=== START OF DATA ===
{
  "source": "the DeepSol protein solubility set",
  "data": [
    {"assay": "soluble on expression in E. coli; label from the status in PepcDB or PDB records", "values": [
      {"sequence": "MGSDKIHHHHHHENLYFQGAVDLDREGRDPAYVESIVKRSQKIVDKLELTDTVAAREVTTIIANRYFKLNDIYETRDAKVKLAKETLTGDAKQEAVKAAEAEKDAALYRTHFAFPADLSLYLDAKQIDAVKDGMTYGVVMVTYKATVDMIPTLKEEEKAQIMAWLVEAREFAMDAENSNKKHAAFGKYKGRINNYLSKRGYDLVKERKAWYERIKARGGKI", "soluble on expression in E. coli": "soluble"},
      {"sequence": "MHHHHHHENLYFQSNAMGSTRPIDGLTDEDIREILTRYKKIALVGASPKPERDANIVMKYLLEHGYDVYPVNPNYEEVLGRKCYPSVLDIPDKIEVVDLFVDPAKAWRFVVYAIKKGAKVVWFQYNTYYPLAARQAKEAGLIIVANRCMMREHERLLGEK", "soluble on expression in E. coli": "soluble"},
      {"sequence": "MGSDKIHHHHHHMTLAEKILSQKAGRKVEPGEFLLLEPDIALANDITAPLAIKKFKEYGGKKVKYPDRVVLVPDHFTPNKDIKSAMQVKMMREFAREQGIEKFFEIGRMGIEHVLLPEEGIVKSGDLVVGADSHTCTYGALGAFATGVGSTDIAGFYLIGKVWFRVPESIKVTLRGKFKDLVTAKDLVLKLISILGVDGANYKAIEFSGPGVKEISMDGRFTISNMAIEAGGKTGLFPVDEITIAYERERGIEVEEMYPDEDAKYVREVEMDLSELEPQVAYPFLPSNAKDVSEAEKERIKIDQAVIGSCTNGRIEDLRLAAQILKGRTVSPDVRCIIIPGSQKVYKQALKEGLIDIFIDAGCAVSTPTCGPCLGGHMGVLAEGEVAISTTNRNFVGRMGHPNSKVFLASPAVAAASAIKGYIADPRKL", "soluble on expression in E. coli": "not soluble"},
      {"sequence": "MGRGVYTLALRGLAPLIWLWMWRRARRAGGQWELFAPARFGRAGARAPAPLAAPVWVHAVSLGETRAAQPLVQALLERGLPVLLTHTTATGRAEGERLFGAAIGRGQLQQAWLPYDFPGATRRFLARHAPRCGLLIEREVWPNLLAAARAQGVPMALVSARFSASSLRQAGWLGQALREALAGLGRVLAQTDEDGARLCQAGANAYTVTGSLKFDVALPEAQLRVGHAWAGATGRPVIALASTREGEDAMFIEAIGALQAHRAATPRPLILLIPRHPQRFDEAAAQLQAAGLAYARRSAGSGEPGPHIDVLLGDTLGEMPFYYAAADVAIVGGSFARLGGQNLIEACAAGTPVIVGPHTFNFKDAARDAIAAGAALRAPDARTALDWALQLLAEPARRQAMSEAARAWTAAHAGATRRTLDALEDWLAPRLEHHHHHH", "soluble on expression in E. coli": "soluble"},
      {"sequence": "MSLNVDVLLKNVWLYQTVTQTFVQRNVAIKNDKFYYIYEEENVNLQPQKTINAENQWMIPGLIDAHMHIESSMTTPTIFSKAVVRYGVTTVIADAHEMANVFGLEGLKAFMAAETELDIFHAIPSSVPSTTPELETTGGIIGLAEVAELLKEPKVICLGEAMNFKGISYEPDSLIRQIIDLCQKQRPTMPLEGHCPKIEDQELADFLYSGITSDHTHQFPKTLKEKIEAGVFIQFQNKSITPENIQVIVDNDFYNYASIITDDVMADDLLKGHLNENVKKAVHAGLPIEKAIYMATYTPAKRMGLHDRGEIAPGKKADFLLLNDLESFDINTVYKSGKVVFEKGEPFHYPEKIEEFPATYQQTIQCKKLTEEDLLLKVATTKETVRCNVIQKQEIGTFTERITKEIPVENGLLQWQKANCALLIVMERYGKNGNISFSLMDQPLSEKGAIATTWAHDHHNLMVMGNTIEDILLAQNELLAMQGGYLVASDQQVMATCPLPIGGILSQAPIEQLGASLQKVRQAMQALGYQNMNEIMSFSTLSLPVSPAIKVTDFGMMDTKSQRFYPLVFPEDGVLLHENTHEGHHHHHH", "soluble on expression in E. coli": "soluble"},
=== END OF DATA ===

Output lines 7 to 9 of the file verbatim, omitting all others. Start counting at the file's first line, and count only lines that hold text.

      {"sequence": "MGSDKIHHHHHHMTLAEKILSQKAGRKVEPGEFLLLEPDIALANDITAPLAIKKFKEYGGKKVKYPDRVVLVPDHFTPNKDIKSAMQVKMMREFAREQGIEKFFEIGRMGIEHVLLPEEGIVKSGDLVVGADSHTCTYGALGAFATGVGSTDIAGFYLIGKVWFRVPESIKVTLRGKFKDLVTAKDLVLKLISILGVDGANYKAIEFSGPGVKEISMDGRFTISNMAIEAGGKTGLFPVDEITIAYERERGIEVEEMYPDEDAKYVREVEMDLSELEPQVAYPFLPSNAKDVSEAEKERIKIDQAVIGSCTNGRIEDLRLAAQILKGRTVSPDVRCIIIPGSQKVYKQALKEGLIDIFIDAGCAVSTPTCGPCLGGHMGVLAEGEVAISTTNRNFVGRMGHPNSKVFLASPAVAAASAIKGYIADPRKL", "soluble on expression in E. coli": "not soluble"},
      {"sequence": "MGRGVYTLALRGLAPLIWLWMWRRARRAGGQWELFAPARFGRAGARAPAPLAAPVWVHAVSLGETRAAQPLVQALLERGLPVLLTHTTATGRAEGERLFGAAIGRGQLQQAWLPYDFPGATRRFLARHAPRCGLLIEREVWPNLLAAARAQGVPMALVSARFSASSLRQAGWLGQALREALAGLGRVLAQTDEDGARLCQAGANAYTVTGSLKFDVALPEAQLRVGHAWAGATGRPVIALASTREGEDAMFIEAIGALQAHRAATPRPLILLIPRHPQRFDEAAAQLQAAGLAYARRSAGSGEPGPHIDVLLGDTLGEMPFYYAAADVAIVGGSFARLGGQNLIEACAAGTPVIVGPHTFNFKDAARDAIAAGAALRAPDARTALDWALQLLAEPARRQAMSEAARAWTAAHAGATRRTLDALEDWLAPRLEHHHHHH", "soluble on expression in E. coli": "soluble"},
      {"sequence": "MSLNVDVLLKNVWLYQTVTQTFVQRNVAIKNDKFYYIYEEENVNLQPQKTINAENQWMIPGLIDAHMHIESSMTTPTIFSKAVVRYGVTTVIADAHEMANVFGLEGLKAFMAAETELDIFHAIPSSVPSTTPELETTGGIIGLAEVAELLKEPKVICLGEAMNFKGISYEPDSLIRQIIDLCQKQRPTMPLEGHCPKIEDQELADFLYSGITSDHTHQFPKTLKEKIEAGVFIQFQNKSITPENIQVIVDNDFYNYASIITDDVMADDLLKGHLNENVKKAVHAGLPIEKAIYMATYTPAKRMGLHDRGEIAPGKKADFLLLNDLESFDINTVYKSGKVVFEKGEPFHYPEKIEEFPATYQQTIQCKKLTEEDLLLKVATTKETVRCNVIQKQEIGTFTERITKEIPVENGLLQWQKANCALLIVMERYGKNGNISFSLMDQPLSEKGAIATTWAHDHHNLMVMGNTIEDILLAQNELLAMQGGYLVASDQQVMATCPLPIGGILSQAPIEQLGASLQKVRQAMQALGYQNMNEIMSFSTLSLPVSPAIKVTDFGMMDTKSQRFYPLVFPEDGVLLHENTHEGHHHHHH", "soluble on expression in E. coli": "soluble"},